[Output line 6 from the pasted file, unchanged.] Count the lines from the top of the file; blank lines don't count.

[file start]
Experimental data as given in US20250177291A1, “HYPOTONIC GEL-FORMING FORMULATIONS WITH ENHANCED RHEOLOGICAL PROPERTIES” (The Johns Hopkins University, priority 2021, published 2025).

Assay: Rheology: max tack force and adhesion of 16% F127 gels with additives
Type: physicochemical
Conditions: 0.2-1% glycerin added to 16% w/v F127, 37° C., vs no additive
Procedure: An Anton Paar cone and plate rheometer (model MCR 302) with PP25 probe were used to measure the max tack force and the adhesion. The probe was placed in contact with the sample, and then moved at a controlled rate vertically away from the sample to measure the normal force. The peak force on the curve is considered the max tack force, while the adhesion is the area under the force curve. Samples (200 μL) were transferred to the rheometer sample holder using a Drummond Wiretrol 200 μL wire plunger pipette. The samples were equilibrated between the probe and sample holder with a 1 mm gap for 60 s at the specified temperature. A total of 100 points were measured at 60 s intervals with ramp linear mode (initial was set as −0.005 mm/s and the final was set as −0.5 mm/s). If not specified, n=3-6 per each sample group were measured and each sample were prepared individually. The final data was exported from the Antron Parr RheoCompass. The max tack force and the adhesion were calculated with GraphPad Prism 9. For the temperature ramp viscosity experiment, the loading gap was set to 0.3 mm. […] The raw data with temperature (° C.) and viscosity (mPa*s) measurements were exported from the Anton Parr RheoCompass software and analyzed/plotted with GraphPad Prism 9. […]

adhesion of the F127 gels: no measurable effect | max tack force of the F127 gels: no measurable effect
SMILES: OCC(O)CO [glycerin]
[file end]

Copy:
adhesion of the F127 gels: no measurable effect | max tack force of the F127 gels: no measurable effect